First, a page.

Making guacamole and playing tennis, at first glance, seem odd complements to tutoring programs. But both activities act as part of the community-building mission of volunteer, Stanford-based tutoring groups that target underprivileged local youth.
DreamCatchers, a local tutoring program, and the Stanford-run East Palo Alto Stanford Academy provide free assistance to youth in the area. Both programs try to provide a more holistic learning experience – focusing on study skills and healthy living, for example – in addition to academic help.
Others tutoring companies, like Cardinal Learning Services, hire paid tutors and cater to a more affluent clientele able to pay an hourly rate. Tutors who work for Cardinal Learning Services, which mostly serves students at Palo Alto and Henry M. Gunn High Schools, get paid between $20 and $50 per hour.
All these companies rely on Stanford student tutors, usually undergraduates.
“The people who commit to tutoring are really enthusiastic about the program, they’re really excited to be able to make a difference in the lives of the kids,” said Joseph Lester B.A. ’11 M.A. ’12, who volunteered with East Palo Alto Tennis and Tutoring (EPATT) for four years before becoming EPATT operations manager.
But with so many organizations serving the area, companies often find it necessary to differentiate themselves in order to attract employees and clients.
“There’s definitely a lot of competition. The market is saturated, and every tutoring company has a different approach,” said Maria Barrera ’13, co-founder of Cardinal Learning Services.
One option is marketing the career preparation aspect of tutoring.
“A lot of our classroom directors have already gone on to organizations like Teach for America,” said DreamCatchers Founder Sarah Mummah B.S. ’10.
Another is substituting an academic-only tutoring track for a mix of academic programs and extracurricular programs. EPATT, for example, offers tennis lessons alongside their tutoring services and DreamCatchers recently incorporated a healthy eating initiative into their afterschool program in which students make guacamole.
“The overarching goal is to build a really positive, tightknit community for the kids in an afterschool place where they might not otherwise have it,” Mummah said about DreamCatchers’ goal of creating a sense of community for students, many who are from low-income backgrounds.
EPATT’s tennis program plays a comparable role in extending the program’s influence beyond the scholastic.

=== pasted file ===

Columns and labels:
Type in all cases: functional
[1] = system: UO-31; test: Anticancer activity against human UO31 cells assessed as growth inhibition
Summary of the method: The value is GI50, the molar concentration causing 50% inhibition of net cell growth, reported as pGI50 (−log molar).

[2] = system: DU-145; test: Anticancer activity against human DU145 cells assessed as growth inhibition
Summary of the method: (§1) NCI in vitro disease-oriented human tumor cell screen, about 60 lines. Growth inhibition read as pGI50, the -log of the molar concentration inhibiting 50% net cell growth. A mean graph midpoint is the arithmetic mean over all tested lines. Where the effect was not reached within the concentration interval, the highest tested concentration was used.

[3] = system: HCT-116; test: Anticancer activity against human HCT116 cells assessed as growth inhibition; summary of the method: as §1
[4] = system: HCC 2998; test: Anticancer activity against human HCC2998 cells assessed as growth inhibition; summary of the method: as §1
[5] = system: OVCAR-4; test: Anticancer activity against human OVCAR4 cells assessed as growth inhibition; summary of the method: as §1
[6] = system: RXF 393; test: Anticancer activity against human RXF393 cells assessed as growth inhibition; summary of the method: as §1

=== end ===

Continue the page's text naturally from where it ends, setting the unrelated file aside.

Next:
“Tennis is used as a way to teach life skills to our students,” Lester said. “When you’re playing, you’re put in an environment where you have to work hard, you have to practice, you have to prepare, and in tennis specifically you’re out there on your own. You have to have that self confidence, that self belief. Learning how to do that in life is a big asset and a big skill for our students to learn.”
In addition to diversifying their programming, tutoring groups aim to promote strong tutor-tutee relationships. When it comes to tutoring, these relationships can make or break the success of the students.
“[EPATT] is not just a tutoring program; we like our tutors to build a relationship with their tutee,” Lester said. “We have events outside of tutoring that we encourage tutors to come to and build a relationship with their tutee. For example, we’re having a dinner where we’re taking our students and all of their tutors to Stanford dining halls, and they’ll go see a dorm room afterwards.”
Barrera founded Cardinal Learning Services after noticing that the tutoring companies she worked with put very little effort into matching their tutors with clients. In response, Barrera implemented an intensive matching process for the students she serves.
“It’s been really successful in that tutors actually stick with their students, because they can academically handle it, they know the subjects that are being taught,” Barrera said. “At the same time, because we match them based on interests or personality traits, that helps foster the relationship.”
Tutors emphasize it is the personal satisfaction of working with younger students that makes their commitments worth their time.
“Once I saw the program and the impact of being able to sit next to an [EPATT] student and watch them go from not really wanting to be there, to by the end of the year driving the sessions, being really excited to see me, and really excited to succeed academically – that’s a big motivator,” Lester said. “It’s being able to see the difference you can make in someone’s life.”